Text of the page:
Silverman: Finally, an Android phone to call me: Google’s Pixel 6 Pro

Regular readers know that I’m a longtime iPhone user, and I’m an all-around person in the Apple ecosystem. But I have been interested in Android for a long time, and I reviewed smartphones with Google’s mobile operating system Since the launch of the first HTC Dream in 2008.

Every now and then, I think of buying an Android phone. In the past month, I’ve done more than just think.

I now own the Pixel 6 Pro, the flagship smartphone from Google and considered the flagship device for the Android operating system. When a new version of Android is put to the ground, it appears first on Pixel devices. More on this in a minute.

I spent my money this way because, while I’m familiar enough with Android to write phone reviews, I don’t have the experience on the platform I do for iOS, Apple’s mobile operating system. Pixel ownership is my take to change that.

This in no way means that I’m on the way to becoming an Android Switch. Like I said, I’m surrounded by Apple devices, happy with Apple’s software, and have taken advantage of Apple’s services, and I don’t see that changing anytime soon. What others mock as “locking”, I consider to be “empowerment”.

iPhone users who can copy text or images from their mobile devices and paste them instantly into a document on their Mac, iPad, or other iPhone know what I’m talking about.

No, in that case, I’m going to go to school, and enroll in Android University. Since I received the phone after Buy it from amazonI have spent a lot of time using it like my iPhone 13 Pro Max. He’s not my daily driver, but now he gets the same time. I’ve been customizing it, installing (and uninstalling) apps, modifying settings and subscribing to services.

This isn’t the first time I’ve gotten close to the Pixel 6 Pro. I checked it last novemberDeclaring at the time:

“From its stellar camera to its beautiful 6.7-inch screen to its unusual design to its Google-designed processor, it is an immediate contender for the best Android device you can own. Bonus: It costs less than the competition too.”

Choosing a Pixel as my Android tester wasn’t a simple decision. I thought about what I wanted to achieve and the criteria needed to achieve that goal. Here’s what I’m asking my Android device called my device:

longevity. Apple provides at least five years of updates for its iOS devices, but users often get more than that. Some low-end Android devices don’t get any OS updates, and even flagship models may only receive one or two. That’s changing — Samsung now offers four years of operating system updates and five years of security fixes, while Google gives Pixel phones three years of operating system updates and five years of security patches. To make sure I receive plenty of updates, my choice should be a new model, not something that is a year or two old already.

Minimal bloatware. Like Windows PCs, Android devices are notorious for bloatware and unnecessary apps that get in the way and often duplicate the operating system’s native apps. I wanted a device that was relatively free from spam, or at least one from which most offending apps could be removed. The closer we get to “pure” Android, the better.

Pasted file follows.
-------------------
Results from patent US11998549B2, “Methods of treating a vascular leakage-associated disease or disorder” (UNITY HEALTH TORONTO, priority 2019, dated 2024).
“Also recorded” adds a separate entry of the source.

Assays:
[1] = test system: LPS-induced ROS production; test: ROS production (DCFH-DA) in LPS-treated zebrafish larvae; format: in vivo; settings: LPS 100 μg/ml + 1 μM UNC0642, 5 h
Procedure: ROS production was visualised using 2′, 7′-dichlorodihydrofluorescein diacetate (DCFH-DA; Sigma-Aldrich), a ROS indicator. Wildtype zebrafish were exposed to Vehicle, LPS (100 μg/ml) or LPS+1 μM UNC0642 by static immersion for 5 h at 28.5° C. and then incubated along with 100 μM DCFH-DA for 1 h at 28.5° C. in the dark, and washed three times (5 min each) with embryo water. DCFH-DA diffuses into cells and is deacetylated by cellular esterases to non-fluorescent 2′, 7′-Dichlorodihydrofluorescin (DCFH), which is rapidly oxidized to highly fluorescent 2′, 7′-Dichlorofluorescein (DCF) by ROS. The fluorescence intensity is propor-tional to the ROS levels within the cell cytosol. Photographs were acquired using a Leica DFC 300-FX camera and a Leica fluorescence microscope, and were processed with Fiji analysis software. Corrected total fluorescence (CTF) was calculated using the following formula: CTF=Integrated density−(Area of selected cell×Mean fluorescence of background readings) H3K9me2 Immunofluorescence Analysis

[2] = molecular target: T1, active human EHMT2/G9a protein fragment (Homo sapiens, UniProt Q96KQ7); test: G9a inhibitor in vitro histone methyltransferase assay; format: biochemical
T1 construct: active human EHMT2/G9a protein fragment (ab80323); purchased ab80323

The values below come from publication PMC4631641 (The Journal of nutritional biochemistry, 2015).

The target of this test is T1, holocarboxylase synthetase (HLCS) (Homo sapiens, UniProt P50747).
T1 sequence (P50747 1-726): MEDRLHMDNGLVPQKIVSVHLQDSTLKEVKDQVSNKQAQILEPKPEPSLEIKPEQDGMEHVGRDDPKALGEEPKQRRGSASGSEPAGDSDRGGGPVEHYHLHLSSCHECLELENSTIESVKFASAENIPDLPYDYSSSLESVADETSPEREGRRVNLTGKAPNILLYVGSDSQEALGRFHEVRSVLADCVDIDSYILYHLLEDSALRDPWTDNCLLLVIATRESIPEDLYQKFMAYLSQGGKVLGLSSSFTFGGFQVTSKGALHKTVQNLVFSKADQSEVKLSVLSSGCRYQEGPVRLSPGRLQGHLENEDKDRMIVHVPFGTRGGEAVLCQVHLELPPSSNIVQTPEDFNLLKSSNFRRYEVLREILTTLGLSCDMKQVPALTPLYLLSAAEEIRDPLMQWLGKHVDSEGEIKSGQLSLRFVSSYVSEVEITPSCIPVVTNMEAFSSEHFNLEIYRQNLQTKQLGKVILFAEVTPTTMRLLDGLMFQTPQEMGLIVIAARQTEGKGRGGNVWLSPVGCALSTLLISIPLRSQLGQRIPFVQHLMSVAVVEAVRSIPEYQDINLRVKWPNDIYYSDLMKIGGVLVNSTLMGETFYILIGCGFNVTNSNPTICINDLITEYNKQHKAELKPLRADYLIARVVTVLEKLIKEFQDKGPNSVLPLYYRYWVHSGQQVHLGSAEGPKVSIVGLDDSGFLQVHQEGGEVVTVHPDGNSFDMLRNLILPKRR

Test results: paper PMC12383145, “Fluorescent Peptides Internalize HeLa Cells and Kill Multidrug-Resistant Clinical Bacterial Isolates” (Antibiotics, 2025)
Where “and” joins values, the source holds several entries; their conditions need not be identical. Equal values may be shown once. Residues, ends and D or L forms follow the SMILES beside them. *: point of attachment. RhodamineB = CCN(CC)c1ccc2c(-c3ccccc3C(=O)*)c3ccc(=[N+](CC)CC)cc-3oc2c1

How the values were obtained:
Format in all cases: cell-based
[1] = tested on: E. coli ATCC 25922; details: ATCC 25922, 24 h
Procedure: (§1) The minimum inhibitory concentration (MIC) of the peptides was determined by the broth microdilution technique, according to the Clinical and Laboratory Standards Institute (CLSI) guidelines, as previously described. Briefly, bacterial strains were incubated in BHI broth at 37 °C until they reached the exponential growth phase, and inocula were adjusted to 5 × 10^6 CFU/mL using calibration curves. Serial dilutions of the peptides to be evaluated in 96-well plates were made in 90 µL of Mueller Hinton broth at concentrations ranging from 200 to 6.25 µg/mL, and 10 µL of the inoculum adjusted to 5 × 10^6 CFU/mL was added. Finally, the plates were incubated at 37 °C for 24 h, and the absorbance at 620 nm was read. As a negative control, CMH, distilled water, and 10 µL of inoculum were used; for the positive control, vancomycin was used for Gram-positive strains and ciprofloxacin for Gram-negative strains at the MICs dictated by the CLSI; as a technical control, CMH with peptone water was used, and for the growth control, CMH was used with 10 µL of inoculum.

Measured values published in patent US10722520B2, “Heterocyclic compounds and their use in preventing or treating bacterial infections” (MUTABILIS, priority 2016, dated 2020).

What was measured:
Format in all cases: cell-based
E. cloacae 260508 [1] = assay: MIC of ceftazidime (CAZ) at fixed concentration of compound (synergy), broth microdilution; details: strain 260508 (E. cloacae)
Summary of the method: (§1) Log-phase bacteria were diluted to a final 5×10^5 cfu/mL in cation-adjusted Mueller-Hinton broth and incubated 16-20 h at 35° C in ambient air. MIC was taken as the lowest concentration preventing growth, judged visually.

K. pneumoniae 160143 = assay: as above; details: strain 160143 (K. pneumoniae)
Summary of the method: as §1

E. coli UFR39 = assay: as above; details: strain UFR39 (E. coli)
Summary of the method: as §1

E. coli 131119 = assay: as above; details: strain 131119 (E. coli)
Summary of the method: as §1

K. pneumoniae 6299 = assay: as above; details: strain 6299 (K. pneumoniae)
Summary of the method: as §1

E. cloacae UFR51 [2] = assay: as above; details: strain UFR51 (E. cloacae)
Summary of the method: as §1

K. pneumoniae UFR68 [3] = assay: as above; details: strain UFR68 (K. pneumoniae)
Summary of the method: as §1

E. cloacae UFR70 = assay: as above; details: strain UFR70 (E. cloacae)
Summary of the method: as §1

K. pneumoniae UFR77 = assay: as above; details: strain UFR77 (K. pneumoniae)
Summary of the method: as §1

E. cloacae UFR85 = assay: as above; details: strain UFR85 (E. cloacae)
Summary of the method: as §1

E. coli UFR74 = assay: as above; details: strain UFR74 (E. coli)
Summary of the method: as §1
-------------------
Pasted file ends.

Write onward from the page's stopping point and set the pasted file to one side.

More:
the current. I didn’t want a device not readily available in the US, or with little or no carrier support. I wanted to test multiple carriers with it, so it was necessary to unlock it.

Drum roll, please

Unfortunately, it is almost impossible to find a device that meets all these criteria. However, I narrowed my choices down to a short list of four phones, and asked my followers and readers of my personal blog on social media at dwightsilverman.com for their ideas. the list:


Samsung A53 5G
At the higher end of Samsung’s mid-range range of phones, the A53 has a decent camera and screen system, good battery life and a responsive processor. It’s also an excellent buy at $450. I rejected it because Samsung is making major changes to Android. It also contains a notorious amount of bloatware, some of which cannot be removed.


Samsung Galaxy S22
– Ideally, I really wanted the S22 +, because I prefer devices with larger screens. But the bigger phone is $1,000 compared to the $800 in the S22. But still, it’s Samsung so it has bloatware and a modified OS.


Google Pixel 6a
Although this phone is smaller, with a 6.1 inch screen, I was impressed by the great reviews it received. Also, it’s brand new and costs $450. But the camera system is less capable than the 6 Pro.


Google Pixel 6 Pro
– In the end, I ended up choosing it because it is free of bloatware and will get many years of OS updates that are as pure as Android. It’s not the cheapest option, at $899, but it’s less expensive than the top-of-the-line models from Samsung or Apple. The downside: Google phones have a relatively small market share, and mostly Omanis like them. They are not particularly mainstream devices. Also: A successor, the Pixel 7 Pro, is set to come this fall.

I also decided, for now, to subscribe to google fiThe company’s wireless service. Fi, as it is known, is a Mobile Virtual Network Operator, or MVNO. These types of services operate on top of major carriers. In the case of Fi, the primary carriers are T-Mobile and Consumer Cellular, which themselves operate on the AT&T network.

You’ve signed up for the flexible tier, in which you only pay for what you use: $20 a month, plus $10 for every gigabyte of data. (Pro tip: Don’t do 5G tests with the famous Speedtest app from Ookla in this plan. In my case, each test consumed about half a gigabyte of data, which cost me $10 under flexible tier terms. Sorry!) But other than that, I like the convenience of Fi, but will be moving to an unlimited tier at the end of this billing period.

Expect to see future columns focused on Android, including a look at version 13, which may come sometime this month.

dsilverman@outlook.com

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